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Dream Girlby Lauren Mechling
Synopses & Reviews
A Supposedly Beautiful Mind
Claire Dad screamed down the airport hallway. Zeep zeep
He was doing his best to sound authoritative, but with his French accent, he reminded me of PepZ Le Pew. My entire family had stopped walking and was looking at me as if I were personally responsible for how grumpy and tired they all felt after our eight-hour flight home. Mom made an exaggerated yawn, and my little brother, Henry, weighed down by his enormous backpack, crumpled against her legs.
The girl with the puppy emerged from the bathroom and cast me a wary glance. She coasted ahead of me, and I couldn't help taking one last look at the pink lock dangling off her bag. It was definitely the same one I'd seen in my mind before we'd boarded. Unfortunately, that was all it was.
It didn't mean a thing.
I'm coming I screamed.
I'd been having visions ever since I was little, but they were usually stupid and meaningless, like Henry holding a green umbrella with a frog on it or, say, a bright pink lock--things that I'd later see in front of me but that never lead me to anything groundbreaking.
There was one time I saw something worthwhile: a picture of a tabby cat napping in a fedora. When I saw the same image on one of my grandmother Kiki's hatboxes, I peeked inside and found bundles of carbon-copied letters between Kiki and my mother from the time my mother was still in college. Suddenly everything made sense--my parents and Kiki didn't clash regularly just because of a difference in lifestyles, as they'd led me to believe. There had been a massive falling-out. Kiki had violently disapproved of Mom's getting engaged to her penniless French professor, and when my parents went ahead and eloped, Kiki wrote my mom a soap-opera-worthy letter saying something along the lines of Being excluded from my only daughter's wedding has been more painful than you, who do not yet have children, can imagine. I don't expect I will ever fully recover.
This revelation was huge--and not only because it explained so much about my family. It also gave me reason enough to believe that my next vision might lead to another monumental discovery. A hope I was hanging on to for dear life.
I never said a word to Kiki about the letters, but she already knew all about my visions. I had to tell her--the second you so much as think about a secret you're keeping from her, she sniffs it out. And she wasn't too weirded out when I told her. She said it was my parents' fault since they were the ones who'd given me my name. You don't do that to a girl whose last name is Voyante, she'd moaned. Not that Claire isn't a lovely name on its own . . .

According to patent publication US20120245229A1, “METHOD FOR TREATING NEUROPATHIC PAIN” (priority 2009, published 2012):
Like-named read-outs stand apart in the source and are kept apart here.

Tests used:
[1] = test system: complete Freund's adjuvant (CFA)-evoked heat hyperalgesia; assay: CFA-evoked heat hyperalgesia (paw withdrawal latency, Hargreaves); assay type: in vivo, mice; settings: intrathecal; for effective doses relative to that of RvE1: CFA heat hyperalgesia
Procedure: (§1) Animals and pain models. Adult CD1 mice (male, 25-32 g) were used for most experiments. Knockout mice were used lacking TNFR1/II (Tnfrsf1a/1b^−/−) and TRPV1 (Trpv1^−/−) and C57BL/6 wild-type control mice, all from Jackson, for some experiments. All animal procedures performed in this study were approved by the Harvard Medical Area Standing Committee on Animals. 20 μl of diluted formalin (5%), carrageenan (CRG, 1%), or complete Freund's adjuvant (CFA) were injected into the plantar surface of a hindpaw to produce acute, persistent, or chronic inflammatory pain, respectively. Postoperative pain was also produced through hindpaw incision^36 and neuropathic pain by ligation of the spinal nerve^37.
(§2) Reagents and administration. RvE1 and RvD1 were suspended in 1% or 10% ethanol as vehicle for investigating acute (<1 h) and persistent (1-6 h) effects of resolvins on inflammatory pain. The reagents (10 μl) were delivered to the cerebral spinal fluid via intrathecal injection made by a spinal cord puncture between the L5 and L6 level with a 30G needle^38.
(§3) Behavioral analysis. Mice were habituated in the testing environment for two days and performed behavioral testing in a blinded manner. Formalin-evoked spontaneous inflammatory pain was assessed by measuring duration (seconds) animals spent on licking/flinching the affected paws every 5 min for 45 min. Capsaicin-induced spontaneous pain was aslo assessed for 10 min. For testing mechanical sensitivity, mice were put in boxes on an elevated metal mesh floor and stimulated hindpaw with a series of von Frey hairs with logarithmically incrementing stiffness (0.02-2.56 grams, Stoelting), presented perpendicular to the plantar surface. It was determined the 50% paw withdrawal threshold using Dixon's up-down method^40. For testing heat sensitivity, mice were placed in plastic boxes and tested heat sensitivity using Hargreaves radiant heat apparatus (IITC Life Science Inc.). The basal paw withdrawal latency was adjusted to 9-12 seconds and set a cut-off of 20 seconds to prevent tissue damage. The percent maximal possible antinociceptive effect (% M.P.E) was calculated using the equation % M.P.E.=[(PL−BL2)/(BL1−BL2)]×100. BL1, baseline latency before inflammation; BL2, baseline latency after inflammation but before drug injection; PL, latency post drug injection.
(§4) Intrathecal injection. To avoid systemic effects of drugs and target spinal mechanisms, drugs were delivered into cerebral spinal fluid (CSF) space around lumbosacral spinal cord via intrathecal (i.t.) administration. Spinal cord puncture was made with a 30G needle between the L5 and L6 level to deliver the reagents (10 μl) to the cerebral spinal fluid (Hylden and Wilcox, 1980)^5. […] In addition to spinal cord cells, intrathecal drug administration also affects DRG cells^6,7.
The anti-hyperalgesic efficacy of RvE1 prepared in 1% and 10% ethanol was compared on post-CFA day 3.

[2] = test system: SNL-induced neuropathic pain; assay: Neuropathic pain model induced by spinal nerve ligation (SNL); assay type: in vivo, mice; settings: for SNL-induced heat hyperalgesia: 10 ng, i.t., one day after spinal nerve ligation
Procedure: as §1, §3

For their part, my parents said they'd named me after my dad's great-aunt Claire, who died in a Parisian heat wave the summer I was born. My little brother, Henry, is legally Henri, or as Dad pronounces it, On-ree. My mom, who thinks she's French, tries to pronounce it the French way, but she forgets at least half the time.
Down at baggage claim, Mom was channeling her inner Frenchwoman. Voile There it is she cried, waving her Evian bottle across the carousel as if her luggage might be looking for her, too. Even when she's shouting, Mom's voice is light and girly, the polar opposite of my own husky rasp.
You see it? Dad asked. He squinted and perched on his tiptoes to look past the crowd
When fifteen-year-old Claire Voyante's grandmother gives her a cameo for her birthday, she starts having dreams that seem to be telling her something that has to do with her new, wealthy friend being in danger.
CLAIRE VOYANTE HAS been having strange visions ever since she can remember. But the similarity between her name and her talents is purely coincidental. The name is French, and unlike the psychics on TV, she can’t solve crimes or talk to the dead. Whenever Claire follows her hunches, she comes up empty—or ends up in pretty awkward situations.
But that all changes on Claire’s 15th birthday, when her grandmother, Kiki—former socialite, fashion icon, and permanent fixture at the Waldorf Astoria Hotel—gives her something a little more extraordinary than one of her old cocktail dresses: a strange black-and-white onyx cameo on a gold chain. It’s not long before Claire’s world becomes a whole lot clearer. And a whole lot more dangerous.
About the Author
Lauren Mechling is the coauthor of all three 10th Grade Social Climber books. She lives and writes in New York City. You can visit her at www.laurenmechling.com.
From the Trade Paperback edition.
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